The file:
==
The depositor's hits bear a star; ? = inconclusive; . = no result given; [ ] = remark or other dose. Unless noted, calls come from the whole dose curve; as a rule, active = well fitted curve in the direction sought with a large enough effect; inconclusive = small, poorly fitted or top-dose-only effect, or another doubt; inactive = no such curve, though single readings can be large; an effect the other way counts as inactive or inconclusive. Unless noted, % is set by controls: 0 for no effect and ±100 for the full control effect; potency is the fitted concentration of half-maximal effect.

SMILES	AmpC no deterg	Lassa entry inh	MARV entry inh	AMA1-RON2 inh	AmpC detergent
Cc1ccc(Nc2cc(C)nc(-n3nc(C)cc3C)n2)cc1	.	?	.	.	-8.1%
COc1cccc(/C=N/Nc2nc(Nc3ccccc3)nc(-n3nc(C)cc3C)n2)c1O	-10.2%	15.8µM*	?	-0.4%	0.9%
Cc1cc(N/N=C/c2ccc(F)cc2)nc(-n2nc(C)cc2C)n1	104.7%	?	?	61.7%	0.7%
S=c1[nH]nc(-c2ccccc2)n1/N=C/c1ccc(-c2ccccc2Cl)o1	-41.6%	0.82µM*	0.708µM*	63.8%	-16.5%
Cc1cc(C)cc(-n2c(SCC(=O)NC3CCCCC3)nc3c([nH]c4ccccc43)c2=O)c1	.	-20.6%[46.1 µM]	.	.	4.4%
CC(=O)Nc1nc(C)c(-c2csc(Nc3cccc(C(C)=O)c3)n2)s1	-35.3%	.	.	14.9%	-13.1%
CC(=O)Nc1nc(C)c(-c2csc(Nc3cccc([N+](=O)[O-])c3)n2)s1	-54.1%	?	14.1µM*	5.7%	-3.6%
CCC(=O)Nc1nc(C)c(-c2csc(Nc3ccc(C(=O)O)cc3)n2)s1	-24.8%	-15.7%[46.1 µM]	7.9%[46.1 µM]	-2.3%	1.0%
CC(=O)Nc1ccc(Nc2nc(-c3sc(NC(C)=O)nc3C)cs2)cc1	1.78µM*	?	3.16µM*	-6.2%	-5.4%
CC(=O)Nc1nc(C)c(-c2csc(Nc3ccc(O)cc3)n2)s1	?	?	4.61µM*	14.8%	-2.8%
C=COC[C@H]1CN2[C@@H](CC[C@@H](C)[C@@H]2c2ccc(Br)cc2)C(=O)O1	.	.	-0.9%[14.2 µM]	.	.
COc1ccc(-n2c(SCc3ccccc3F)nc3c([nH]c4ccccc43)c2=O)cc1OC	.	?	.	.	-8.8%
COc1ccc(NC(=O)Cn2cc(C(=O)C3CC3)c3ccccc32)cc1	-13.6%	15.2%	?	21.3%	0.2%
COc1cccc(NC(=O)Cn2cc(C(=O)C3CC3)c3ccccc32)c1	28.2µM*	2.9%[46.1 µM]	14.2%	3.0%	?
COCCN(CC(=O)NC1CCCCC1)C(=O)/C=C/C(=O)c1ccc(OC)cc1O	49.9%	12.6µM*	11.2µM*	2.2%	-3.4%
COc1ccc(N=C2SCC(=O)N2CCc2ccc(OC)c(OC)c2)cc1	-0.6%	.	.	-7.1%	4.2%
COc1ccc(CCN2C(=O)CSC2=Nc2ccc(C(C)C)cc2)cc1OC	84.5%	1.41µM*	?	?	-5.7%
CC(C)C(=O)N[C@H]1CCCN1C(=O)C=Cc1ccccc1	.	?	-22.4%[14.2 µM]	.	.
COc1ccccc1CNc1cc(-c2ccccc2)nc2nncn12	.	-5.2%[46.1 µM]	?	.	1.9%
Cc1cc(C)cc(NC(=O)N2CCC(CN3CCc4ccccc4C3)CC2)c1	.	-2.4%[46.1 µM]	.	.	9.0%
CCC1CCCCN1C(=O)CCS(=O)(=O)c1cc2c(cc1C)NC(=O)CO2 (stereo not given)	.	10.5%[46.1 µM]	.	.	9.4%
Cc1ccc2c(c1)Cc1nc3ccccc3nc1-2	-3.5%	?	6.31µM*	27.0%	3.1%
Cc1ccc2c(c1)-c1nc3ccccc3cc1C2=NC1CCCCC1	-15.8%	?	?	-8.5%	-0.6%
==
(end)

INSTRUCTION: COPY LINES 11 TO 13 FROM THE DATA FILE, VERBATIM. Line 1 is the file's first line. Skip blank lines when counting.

CC(=O)Nc1ccc(Nc2nc(-c3sc(NC(C)=O)nc3C)cs2)cc1	1.78µM*	?	3.16µM*	-6.2%	-5.4%
CC(=O)Nc1nc(C)c(-c2csc(Nc3ccc(O)cc3)n2)s1	?	?	4.61µM*	14.8%	-2.8%
C=COC[C@H]1CN2[C@@H](CC[C@@H](C)[C@@H]2c2ccc(Br)cc2)C(=O)O1	.	.	-0.9%[14.2 µM]	.	.